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Erin Rouleau
Mar 26, 2008 rated it really liked it  ·  review of another edition
I can't believe how much I enjoyed reading this. I thought that I would like it, but I didn't think I would be so fascinated by her studies, almost like I was seeing the chimpanzees in the wild myself.

I also never thought I would be able to relate to these real life "characters." I found my own characteristics in a few of the chimpanzees she writes about.

I also like that she doesn't come across as pure scientist, but also writes with wisdom and love.

"There are many windows through which we can
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Judy
Jul 16, 2013 rated it liked it  ·  review of another edition
I am amazed anew at the accomplishments of people around me. As I started the journey into Jane Goodall's description of her time spent with the chimpanzees in East Africa, right away I would have been intimidated. She's starting off into the forest alone, with some raisons for lunch, to observe the chimp families. To carry this on year after year, record meaningful data, learn to recognize and name them (unique to her study, as opposed to giving them a number), and then write about it in a way ...more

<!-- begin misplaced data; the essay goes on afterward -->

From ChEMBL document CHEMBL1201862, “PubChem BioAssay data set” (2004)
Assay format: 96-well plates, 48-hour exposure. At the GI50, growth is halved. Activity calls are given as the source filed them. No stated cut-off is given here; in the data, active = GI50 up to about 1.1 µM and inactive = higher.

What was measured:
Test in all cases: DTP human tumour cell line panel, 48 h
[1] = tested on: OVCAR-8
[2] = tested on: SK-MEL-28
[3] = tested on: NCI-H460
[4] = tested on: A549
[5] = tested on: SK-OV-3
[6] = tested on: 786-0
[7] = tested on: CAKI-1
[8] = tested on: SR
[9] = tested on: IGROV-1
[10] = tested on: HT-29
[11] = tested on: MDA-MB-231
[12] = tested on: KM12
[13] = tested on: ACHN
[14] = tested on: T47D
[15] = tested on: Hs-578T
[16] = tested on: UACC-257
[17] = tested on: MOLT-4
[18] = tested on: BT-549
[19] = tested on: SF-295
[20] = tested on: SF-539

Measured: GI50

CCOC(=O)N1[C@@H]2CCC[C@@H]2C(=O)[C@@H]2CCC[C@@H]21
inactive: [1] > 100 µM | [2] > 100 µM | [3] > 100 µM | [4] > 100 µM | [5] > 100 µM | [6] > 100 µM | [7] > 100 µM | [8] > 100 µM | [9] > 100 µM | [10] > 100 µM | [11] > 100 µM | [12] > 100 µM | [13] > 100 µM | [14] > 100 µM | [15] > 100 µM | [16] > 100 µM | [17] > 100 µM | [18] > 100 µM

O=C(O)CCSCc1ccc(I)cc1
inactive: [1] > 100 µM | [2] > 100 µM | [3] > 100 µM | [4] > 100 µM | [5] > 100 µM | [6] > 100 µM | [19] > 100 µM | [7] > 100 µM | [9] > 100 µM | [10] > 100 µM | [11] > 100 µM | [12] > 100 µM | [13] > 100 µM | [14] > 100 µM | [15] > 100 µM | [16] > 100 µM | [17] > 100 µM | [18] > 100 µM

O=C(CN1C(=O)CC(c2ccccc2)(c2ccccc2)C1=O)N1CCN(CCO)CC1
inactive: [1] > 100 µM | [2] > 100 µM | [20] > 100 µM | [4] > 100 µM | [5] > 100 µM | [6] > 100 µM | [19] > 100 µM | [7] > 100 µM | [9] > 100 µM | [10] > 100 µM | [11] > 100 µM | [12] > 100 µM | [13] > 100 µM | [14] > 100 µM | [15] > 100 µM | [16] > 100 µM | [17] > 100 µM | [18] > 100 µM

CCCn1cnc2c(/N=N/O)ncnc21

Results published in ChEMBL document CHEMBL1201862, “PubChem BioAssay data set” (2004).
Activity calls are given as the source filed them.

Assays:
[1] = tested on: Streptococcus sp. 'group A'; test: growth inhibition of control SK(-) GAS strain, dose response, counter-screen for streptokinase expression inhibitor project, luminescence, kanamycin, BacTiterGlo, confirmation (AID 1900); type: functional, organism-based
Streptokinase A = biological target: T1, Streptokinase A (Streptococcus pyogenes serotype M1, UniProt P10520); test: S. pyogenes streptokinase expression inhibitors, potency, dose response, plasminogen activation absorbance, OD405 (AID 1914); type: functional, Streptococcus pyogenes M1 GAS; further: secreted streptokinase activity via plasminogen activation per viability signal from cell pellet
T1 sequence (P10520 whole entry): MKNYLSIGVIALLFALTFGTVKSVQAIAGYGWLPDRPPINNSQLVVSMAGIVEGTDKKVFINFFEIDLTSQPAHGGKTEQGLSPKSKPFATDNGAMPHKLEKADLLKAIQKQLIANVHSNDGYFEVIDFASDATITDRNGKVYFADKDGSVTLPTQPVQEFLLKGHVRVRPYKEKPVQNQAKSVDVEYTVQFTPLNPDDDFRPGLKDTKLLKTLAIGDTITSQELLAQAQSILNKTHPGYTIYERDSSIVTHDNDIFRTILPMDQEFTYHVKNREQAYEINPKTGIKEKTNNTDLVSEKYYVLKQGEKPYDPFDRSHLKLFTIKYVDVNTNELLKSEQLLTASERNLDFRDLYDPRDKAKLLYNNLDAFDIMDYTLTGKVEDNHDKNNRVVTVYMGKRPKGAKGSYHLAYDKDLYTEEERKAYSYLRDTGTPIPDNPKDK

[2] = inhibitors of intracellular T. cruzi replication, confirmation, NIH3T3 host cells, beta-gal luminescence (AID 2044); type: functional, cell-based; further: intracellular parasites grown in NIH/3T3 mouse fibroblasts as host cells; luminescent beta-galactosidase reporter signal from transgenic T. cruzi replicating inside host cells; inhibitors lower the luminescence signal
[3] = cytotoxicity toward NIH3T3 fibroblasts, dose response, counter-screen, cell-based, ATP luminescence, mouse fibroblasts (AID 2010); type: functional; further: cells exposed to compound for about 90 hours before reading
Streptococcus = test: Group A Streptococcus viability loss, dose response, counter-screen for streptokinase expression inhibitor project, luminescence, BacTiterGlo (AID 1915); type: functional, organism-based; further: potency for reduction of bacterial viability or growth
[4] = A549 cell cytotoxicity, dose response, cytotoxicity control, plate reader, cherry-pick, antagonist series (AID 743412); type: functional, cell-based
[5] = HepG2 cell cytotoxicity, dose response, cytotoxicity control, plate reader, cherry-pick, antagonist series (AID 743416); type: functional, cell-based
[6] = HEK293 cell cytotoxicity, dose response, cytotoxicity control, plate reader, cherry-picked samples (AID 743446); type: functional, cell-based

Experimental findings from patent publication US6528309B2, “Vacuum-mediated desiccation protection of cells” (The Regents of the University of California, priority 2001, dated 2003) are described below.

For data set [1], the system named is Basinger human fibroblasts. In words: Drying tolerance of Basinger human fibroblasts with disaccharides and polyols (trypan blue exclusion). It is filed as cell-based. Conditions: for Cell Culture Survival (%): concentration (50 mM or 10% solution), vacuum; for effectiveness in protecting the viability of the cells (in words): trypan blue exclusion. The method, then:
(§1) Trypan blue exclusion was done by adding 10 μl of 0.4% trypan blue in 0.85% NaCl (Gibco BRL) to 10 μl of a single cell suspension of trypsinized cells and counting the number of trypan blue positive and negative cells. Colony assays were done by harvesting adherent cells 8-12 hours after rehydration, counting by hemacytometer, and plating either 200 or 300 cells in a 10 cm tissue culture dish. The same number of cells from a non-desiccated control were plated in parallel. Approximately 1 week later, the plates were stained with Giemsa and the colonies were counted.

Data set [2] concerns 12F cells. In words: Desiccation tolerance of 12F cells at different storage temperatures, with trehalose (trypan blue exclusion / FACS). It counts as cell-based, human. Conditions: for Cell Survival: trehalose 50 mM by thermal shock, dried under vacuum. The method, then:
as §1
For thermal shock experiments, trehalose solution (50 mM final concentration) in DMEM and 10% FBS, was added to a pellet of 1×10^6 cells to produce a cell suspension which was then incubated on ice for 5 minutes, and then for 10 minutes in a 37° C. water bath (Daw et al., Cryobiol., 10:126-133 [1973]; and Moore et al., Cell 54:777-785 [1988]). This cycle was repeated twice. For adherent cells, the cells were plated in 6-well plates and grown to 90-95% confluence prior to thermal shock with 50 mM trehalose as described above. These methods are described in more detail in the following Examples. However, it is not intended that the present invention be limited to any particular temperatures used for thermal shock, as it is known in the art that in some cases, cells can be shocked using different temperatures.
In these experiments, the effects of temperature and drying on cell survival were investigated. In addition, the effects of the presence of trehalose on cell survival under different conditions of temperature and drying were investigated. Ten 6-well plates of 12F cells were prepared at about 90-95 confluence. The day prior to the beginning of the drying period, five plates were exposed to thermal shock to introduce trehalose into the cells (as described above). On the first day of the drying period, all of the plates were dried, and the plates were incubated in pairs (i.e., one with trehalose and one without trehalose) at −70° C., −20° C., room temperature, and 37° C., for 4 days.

Elisa
Nov 10, 2014 rated it really liked it  ·  review of another edition
Jane Goodall paints a family portrait of the chimpanzees she got to observe for thirty years in the wild.

Most of it is not pretty but, then again, it's like reading about human history: there's the good, the bad, and the ugly. And it's no coincidence, since chimpanzees are our closest animal relatives.

Goodall's contribution to understanding this species is undeniable, as are her bold statements fifity-odd years ago regarding the emotional and humane position in which she regarded her subject ma